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**DEFLECTION OF BEAMS**

The amount by which a beam deflects depends upon its cross-section and the bending

moment. For modern design there are two governing criteria viz. strength and stiffness.

• As per the strength criterion, the beam should be strong enough to resist bending

moment and shear force or in other words beam should be strong enough to resist

the bending stresses and shear stresses. And as per the stiffness criterion of the

beam design, which is equally important, it should be stiff enough to resist the deflection

of the beam or in other words the beam should be stiff enough not to deflect more

than the permissible limit. It means serviceability condition must be satisfied.__METHODS FOR SLOPE AND DEFLECTION AT A SECTION__**1.** __Double Integration method__

- This method is suitable for simple loading in simply supported beams and

cantilevers with uniformly distributed loads and triangular loadings. - The double integration method is a powerful tool in solving deflection and slope of a beam at any point because we will be able to get the equation of the elastic curve.

In calculus, the radius of curvature of a curve y = f(x) is given by

In the derivation of flexure formula, the radius of curvature of a beam is given as

Deflection of beams is so small, such that the slope of the elastic curve dy/dx is very small, and squaring this expression the value becomes practically negligible, hence

If EI is constant, the equation may be written as:

where x and y are the coordinates shown in the figure of the elastic curve of the beam under load, y is the deflection of the beam at any distance x. E is the modulus of elasticity of the beam, I represent the moment of inertia about the neutral axis, and M represents the bending moment at a distance x from the end of the beam. The product EI is called the **flexural rigidity** of the beam.**2.** __Macaulay’s method__

• This is a convenient method for beams subjected to point loading or in general

discontinuous loads or beams subjected to couples (concentrated moments).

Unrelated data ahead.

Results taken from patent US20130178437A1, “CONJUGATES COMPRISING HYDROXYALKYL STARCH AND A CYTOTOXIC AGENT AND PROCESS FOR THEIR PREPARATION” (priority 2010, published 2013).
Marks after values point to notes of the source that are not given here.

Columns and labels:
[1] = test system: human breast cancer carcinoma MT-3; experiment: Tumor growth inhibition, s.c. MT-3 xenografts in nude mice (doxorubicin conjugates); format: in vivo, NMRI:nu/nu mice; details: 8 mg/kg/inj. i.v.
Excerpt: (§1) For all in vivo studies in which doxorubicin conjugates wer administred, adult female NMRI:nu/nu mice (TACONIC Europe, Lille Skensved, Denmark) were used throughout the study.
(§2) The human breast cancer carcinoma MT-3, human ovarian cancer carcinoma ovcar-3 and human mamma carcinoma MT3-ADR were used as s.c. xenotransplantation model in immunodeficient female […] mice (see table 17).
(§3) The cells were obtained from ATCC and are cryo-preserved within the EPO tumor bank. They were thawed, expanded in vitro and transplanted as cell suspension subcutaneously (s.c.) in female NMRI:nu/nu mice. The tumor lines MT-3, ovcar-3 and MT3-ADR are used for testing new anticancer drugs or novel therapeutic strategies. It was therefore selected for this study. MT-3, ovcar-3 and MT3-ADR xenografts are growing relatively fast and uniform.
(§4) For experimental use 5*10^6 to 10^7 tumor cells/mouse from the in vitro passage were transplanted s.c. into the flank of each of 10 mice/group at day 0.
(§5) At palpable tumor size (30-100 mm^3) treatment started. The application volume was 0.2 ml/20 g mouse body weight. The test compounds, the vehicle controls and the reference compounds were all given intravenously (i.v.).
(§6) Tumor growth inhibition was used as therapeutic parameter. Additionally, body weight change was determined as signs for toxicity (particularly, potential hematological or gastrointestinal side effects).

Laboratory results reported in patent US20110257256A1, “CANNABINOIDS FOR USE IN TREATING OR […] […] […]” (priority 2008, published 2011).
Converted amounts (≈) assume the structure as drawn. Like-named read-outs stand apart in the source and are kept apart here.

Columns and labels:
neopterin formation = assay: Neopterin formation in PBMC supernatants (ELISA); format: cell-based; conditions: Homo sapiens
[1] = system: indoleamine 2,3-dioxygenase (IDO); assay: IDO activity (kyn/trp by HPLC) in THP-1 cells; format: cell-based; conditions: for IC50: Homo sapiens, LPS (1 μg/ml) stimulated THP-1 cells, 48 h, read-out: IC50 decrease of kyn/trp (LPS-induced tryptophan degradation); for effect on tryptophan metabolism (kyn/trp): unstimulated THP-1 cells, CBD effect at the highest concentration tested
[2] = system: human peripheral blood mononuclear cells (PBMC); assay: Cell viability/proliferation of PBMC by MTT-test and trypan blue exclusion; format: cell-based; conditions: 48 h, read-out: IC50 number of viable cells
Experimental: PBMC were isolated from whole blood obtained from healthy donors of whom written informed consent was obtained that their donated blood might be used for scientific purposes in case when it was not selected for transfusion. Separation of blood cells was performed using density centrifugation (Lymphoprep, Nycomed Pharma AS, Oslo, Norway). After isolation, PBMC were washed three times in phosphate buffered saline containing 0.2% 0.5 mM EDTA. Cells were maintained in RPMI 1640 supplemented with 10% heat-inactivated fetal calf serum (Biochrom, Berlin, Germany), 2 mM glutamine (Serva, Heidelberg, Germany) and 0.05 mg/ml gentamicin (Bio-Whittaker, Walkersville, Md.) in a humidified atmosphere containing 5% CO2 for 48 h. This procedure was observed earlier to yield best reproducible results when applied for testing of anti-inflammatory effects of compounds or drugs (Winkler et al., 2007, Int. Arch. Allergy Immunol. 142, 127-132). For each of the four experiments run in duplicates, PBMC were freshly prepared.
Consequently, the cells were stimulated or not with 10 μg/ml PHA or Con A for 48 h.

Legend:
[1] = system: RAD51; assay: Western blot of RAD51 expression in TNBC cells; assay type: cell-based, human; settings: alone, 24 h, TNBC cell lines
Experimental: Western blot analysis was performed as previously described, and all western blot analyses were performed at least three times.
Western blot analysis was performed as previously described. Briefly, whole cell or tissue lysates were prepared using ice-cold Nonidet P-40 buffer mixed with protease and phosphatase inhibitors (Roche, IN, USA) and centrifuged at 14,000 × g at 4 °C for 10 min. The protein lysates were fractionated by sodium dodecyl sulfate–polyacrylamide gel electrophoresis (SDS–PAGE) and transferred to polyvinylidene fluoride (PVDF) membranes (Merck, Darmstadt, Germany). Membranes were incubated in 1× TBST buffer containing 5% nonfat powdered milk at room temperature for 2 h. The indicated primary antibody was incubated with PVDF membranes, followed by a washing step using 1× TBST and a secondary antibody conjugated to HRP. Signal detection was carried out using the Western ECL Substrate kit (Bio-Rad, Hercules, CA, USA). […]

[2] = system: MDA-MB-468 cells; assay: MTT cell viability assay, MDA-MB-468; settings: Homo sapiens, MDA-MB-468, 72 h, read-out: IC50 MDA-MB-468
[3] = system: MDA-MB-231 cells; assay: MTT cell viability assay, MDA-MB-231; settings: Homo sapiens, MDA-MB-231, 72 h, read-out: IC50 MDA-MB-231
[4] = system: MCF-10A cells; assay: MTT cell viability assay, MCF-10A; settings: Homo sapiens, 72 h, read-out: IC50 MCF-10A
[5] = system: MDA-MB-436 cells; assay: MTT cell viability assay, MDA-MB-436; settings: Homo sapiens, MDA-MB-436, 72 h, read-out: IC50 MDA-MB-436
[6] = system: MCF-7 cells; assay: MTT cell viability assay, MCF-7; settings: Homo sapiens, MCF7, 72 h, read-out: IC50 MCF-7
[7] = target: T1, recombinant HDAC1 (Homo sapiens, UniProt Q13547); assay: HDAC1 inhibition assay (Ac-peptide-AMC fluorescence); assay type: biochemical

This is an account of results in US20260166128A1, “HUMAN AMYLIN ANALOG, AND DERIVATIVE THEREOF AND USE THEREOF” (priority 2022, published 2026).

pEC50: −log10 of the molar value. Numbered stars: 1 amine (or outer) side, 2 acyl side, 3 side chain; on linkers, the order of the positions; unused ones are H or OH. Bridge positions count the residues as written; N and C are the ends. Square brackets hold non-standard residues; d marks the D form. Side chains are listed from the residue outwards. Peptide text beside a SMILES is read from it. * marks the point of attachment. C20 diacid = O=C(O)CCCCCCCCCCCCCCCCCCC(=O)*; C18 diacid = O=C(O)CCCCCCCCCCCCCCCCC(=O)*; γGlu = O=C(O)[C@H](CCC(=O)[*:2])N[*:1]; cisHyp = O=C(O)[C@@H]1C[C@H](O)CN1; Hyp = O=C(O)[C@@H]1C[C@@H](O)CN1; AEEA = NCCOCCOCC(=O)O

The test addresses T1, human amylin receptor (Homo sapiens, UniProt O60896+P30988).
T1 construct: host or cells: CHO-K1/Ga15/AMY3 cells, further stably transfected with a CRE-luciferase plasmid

• This method is similar to the double integration method but specialty of this

method lies in the manner in which the bending moment at any section is expressed

and in the manner in which integration is carried out.**3.** __Moment Area Method__

• This method is suitable for cantilevers and simply supported beams carrying

symmetrical loadings and beams fixed at both ends i.e., those beams for which

the area and C.G. of area of B.M.D. can be found easily. This means this method

is not suitable for triangular loading and irregular loading. This can also be used

for non prismatic bars.

• This method is suitable for

(i) Cantilevers (because slope at the fixed end is zero).

(ii) Simply supported beams carrying symmetrical loading (slope at mid span is

zero).

(iii) Beams fixed at both ends (slope at each end is zero).

• **Note:**

In moment area method continuity of slope is assumed so it is not applied when

internal hinges are present.__PROPERTIES OF PLANE AREAS __

Notation : A = area

x, y = distances of centroid C

I_{x}, I_{y} = moments of inertia with respect to the x and y axes respectively.

I_{xy} = moments of inertia with respect to the x and y axes

I_{p} = I_{x} + I_{y} = polar moment of inertia

I_{BB} = moment of inertia with respect to axis B-B.

**4. **__Conjugate Beam Method__

• This method is convenient if flexural rigidity of the beam is not uniform throughout

the length of the beam. This method is suitable for beams carrying internal hinge.

An imaginary beam for which the load diagram is EI,M diagram, of the givenbeam is called the conjugate beam.

(i) The slope at any section of the given beam is equal to the S.F. at the

corresponding section of the conjugate beam i.e. SFD of conjugate beam is

slope curve of real beam.

(ii) The deflection at any section for the given beam is equal to the bending moment

at the corresponding section of the conjugate beam. i.e. BMD of conjugate

beam is deflection curve of real beam.

• **Important points :**

(i) A stable and statically determinate real beam will have a conjugate beam which

is also stable and statically determinate.

(ii) A unstable real beam will have statically indeterminate conjugate beam, hence if

a conjugate beam is found to be statically indeterminate, it is concluded that the

real beam is unstable and further analysis is not appropriate.

(iii) Statically indeterminate real beam will have unstable conjugate beam hence its

conjugate load must be such that it maintains equilibrium.**5.**__ Method of Superposition__

It is suitable for cantilevers containing concentrated loads & concentrated moments.

This method can also be used for non prismatic bars i.e. varying EI(Flexural rigidity).**6.** __Strain Energy method (Castigliano’s theorem)__

It is suitable for cantilevers and beams having varying EI or varying depth of beam.

This methods is very useful in case of determinate frames and arches. This can also

be used when internal hinge is provided.**7.** __Unit load method__

The unit-load method is a technique that will help us to quantify displacements and rotations of the equilibrium configuration, that is, the shape of the structure after it has managed to equilibrate the applied loads.**8.** __Dummy load method__

Method used to find deflection of truss joints (perfect frames) : STUDENT CORNER

(i) Unit load method (Maxwell’s method)

(ii) Castigliano’s theorem (Strain energy method)

(iii) Graphical method (Williot Mohr diagram)

(This method is used for trusses only & cannot be used for beams)**STANDARD CASES**

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